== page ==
Developmental dysplasia of the hip (DDH), seen in 2 of every 1000 infants, is present when there is an abnormal relationship between the femoral head and acetabulum, including dislocation, partial-dislocation, and instability. William Hennrikus, M.D., Penn State Hershey Bone and Joint Institute, says, “It’s widely understood that early detection of DDH is important because, if untreated, it can lead to gait anomalies, pain, and arthritis. All babies are universally screened for DDH at well-baby visits using a physical examination. Infants born in the breech position and those with a family history of DDH, however, are at increased risk and require regular examination and monitoring.” Since 2000, the American Academy of Pediatrics (AAP) has recommended targeted hip imaging via ultrasound at six weeks of age for female infants born in the breech position, along with optional hip imaging for boys born in the breech position or girls with a positive family history of DDH [1,2]. Hennrikus notes, “The AAP recommendation assumes that ultrasound is universally available. Our research shows that in Pennsylvania this isn’t the case.”
Responses to a survey conducted by Hennrikus and his colleagues at Penn State Hershey showed that only 67 percent of Pennsylvania members of the AAP have access to ultrasound. Among those without access to local ultrasound services, 86 percent sent their patients to other facilities up to 130 miles away, while 14 percent of pediatricians used radiographs to evaluate infants for possible hip dysplasia (Figure below). Survey results will be published in 2014. Hennrikus further questions the clinical value and cost effectiveness of the AAP targeted ultrasound recommendations, noting that “The AAP recommendation is not evidence based. It assumes that, [compared to regular monitoring and radiography], ultrasound improves early case detection and decreases late detection and risks of complications related to late treatment. Such benefits are needed to justify the roughly ten-fold higher cost of ultrasound compared to traditional monitoring by physical examination and X-ray. To my knowledge there is no clear evidence that demonstrates a benefit with targeted ultrasound studies as recommended by the AAP. ” Hennrikus’s views are in line with results from a 2013 systematic Cochrane review  showing that targeted ultrasound to infants at high risk of hip dysplasia did not significantly reduce the rate of late detected dysplasia or surgery, compared to physical examination alone.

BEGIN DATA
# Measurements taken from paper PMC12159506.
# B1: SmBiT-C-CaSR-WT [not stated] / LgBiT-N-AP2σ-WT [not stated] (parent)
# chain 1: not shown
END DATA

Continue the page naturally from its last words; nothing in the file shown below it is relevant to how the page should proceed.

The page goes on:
Both Hennrikus and the review authors acknowledge, however, that the current evidence base is inadequate and, in order to conclusively determine which strategy is best, large, direct comparative studies are needed.
Until that time, physicians are likely to continue to rely on AAP recommendations and order targeted ultrasound studies for high-risk infants. To increase access to ultrasound services for DDH screening, collaboration of pediatric, orthopaedic, and radiologic organizations is recommended to strategically establish centers of excellence for standardized pediatric hip ultrasound studies in multiple locations in each state.
1. Clinical Practice Guidelines: Early Detection of developmental dysplasia of the hip: Committee on quality improvement: subcommittee on developmental dysplasia of the hip. (2000) Pediatrics 105: 896.
2. Lee J (2008) Developmental Dysplasia of the Hip: Universal or Selective Ultrasound Screening? Ann Acad Med Singapore 37(12 Suppl):101-3.
3. Shorter D, Hong T, Osborn DA. Cochrane Review: Screening programmes for developmental dysplasia of the hip in newborn infants. Evid Based Child Health. 2013 Jan;8(1):11-54.
- Professor, orthopaedics and rehabilitation
- Medical director, pediatric Bone and Joint Institute clinic
- Surgeon, pediatric orthopaedics
- Phone: 717-531-4826
- Fellowship: Pediatric orthopaedics, Harvard Medical School, Boston, Massachusetts
- Residency: Orthopaedic surgery, Balboa Naval Hospital, San Diego, California
- Medical School: Georgetown University School of Medicine, Washington, DC